Over the last decade, bacterial and archaeal communities have been identified in virtually every ecological niche examined, from acid mine drainage to tropospheric clouds to the human body. Understanding the make-up and interactions within these communities is crucial in understanding how each ecosystem functions. Metagenomics (or community genomics) is the approach whereby the collective genomic content of a naturally occurring microbial community can be determined without the need to isolate and culture its constituents independently. When assembled, the genetic framework of the community, including critical information on population structure, phylogenetic diversity, as well as novel genetic and biochemical activities can be obtained. The potential impact of such findings on biotechnology, medicine and ecology are enormous. Recently, next-gen sequencing technologies (e.g. Roche/454, Illumina, and Life Technologies (SOLiD)) have replaced traditional Sanger sequencing for metagenomic data generation. These are cost effective, clone-free, massively parallel technologies capable of producing as many as 250 gigabases of data in a single machine run. That level of sequencing makes it feasible to reconstruct even low abundance genomes as well as determine intraspecies heterogeneity from a community sample. However, the next-gen technologies also present their own computational challenges including the sheer volume of data to be processed together with the different read lengths, error models and formats unique to each technology. These complexities together with those posed the communities themselves together has left researchers to cobble together various combinations of software tools to process and analyze their data. Most software that can handle these large, complex data sets also require substantial computing resources and computer expertise beyond that of a normally equipped lab. These difficulties continue to have a serious stifling effect on the advances in science and technology that metagenomics offers. The long term goal of this proposal is to develop a seamless, commercial-grade metagenomic sequence assembly and analysis pipeline that is fully scalable to any size project. The proposed software will be easy to use and run on a desktop computer costing less than $5000 so that any reasonably funded laboratory or clinic can exploit metagenomic technology. Toward that goal, this Phase I proposal focuses on a solution to the central task of processing massive next-gen metagenomic data sets on a desktop computer. We will evaluate whether our new non-memory bound assembly engine, XNG, can meet the challenges in three crucial steps: 1) removing reads derived from contaminating host DNA, 2) """"""""recruiting"""""""" the potentially hundreds of millions remaining reads into appropriate phylogenetic bins based on matches to a local reference genome database, and 3) converting genome sequences from multiple strains of a given species into a single annotated entry (the """"""""pan-genome"""""""") for enhanced read recruitment and downstream annotation.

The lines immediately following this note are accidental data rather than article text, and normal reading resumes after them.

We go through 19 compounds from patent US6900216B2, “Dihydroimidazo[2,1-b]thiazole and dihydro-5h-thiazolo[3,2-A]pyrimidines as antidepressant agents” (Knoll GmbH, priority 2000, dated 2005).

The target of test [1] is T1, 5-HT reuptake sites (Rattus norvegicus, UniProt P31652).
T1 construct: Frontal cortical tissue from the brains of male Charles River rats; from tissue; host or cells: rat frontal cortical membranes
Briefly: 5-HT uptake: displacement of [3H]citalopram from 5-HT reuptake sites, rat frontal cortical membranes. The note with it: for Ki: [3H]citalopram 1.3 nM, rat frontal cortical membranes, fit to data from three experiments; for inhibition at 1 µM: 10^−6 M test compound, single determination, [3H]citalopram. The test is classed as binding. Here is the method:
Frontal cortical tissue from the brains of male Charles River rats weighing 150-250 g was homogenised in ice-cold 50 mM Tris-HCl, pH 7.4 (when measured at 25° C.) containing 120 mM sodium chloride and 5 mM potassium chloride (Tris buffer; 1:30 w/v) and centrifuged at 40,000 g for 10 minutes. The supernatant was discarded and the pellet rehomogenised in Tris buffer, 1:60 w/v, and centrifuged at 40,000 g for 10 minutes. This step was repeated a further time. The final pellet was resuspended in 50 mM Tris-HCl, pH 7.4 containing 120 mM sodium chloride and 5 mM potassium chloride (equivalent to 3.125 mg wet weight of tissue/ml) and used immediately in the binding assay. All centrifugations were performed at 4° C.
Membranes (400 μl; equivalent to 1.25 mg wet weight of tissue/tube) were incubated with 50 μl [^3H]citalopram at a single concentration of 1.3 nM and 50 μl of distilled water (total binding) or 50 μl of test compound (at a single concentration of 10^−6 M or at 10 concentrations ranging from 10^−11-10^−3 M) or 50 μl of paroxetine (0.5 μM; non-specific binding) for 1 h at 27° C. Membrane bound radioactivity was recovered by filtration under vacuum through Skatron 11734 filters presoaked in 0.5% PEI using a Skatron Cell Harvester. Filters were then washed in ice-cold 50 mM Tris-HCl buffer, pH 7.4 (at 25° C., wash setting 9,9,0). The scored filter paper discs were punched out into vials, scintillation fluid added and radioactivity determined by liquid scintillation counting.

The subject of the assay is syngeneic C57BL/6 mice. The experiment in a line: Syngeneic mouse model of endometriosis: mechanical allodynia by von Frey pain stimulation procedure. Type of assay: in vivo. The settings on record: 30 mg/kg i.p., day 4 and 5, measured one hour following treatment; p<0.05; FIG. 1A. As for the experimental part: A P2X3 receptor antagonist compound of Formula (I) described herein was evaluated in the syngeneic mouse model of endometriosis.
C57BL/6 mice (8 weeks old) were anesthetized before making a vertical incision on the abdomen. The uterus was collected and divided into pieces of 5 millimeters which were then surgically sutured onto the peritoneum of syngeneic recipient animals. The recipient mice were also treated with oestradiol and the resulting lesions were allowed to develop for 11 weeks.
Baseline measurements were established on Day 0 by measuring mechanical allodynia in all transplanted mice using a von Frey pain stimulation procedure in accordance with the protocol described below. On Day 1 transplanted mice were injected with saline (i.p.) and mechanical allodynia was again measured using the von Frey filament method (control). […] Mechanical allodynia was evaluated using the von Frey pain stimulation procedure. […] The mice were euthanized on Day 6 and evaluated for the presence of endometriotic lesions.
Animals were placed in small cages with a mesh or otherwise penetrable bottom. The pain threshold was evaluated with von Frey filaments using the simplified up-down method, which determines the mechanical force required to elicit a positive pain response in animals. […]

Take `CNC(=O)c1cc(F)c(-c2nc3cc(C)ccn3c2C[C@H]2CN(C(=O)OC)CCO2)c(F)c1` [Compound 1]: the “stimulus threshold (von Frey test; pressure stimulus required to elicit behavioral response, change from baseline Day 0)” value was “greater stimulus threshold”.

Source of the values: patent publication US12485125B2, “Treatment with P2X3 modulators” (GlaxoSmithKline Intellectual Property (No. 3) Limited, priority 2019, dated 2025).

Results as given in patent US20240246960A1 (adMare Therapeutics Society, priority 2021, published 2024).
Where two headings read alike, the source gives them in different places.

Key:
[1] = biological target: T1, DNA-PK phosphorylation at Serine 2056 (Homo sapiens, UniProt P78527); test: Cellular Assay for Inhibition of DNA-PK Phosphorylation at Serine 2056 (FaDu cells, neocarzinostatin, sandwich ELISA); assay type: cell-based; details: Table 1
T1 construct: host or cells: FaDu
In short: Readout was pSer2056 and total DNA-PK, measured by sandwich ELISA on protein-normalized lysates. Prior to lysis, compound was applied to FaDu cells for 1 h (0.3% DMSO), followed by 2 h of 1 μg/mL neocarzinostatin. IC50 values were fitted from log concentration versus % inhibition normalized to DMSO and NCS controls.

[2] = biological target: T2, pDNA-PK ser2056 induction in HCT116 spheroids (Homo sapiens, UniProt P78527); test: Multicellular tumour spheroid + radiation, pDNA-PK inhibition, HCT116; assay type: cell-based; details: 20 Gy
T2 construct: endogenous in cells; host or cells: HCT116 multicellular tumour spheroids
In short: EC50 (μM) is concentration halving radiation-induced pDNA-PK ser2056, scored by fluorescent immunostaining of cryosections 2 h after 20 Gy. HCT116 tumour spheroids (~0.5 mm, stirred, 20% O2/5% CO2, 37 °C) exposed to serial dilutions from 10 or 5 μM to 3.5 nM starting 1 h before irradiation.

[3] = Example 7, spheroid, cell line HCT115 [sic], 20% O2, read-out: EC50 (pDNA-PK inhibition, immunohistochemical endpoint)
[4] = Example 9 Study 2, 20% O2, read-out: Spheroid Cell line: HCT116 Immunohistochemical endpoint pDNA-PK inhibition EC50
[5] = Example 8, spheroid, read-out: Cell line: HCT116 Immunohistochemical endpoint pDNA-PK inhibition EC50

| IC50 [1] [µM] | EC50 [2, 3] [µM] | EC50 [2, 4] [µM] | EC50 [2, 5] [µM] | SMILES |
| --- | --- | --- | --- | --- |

Public Health Relevance

Human health and medicine are greatly influenced by the microbial communities that are integral parts of our bodies as well as those that produce useful antibiotics for example. To better exploit the potential of these communities, metagenomic studies are producing vast amounts of Next-gen DNA sequence data to decipher their collective genetic content. This project focuses on developing computer software capable of reconstructing microbial community genomes and analyzing their content.

National Institute of Health (NIH)
National Human Genome Research Institute (NHGRI)
Small Business Innovation Research Grants (SBIR) - Phase I (R43)
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Special Emphasis Panel (ZRG1-IMST-K (14))
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Proctor, Lita
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Dnastar, Inc.
United States
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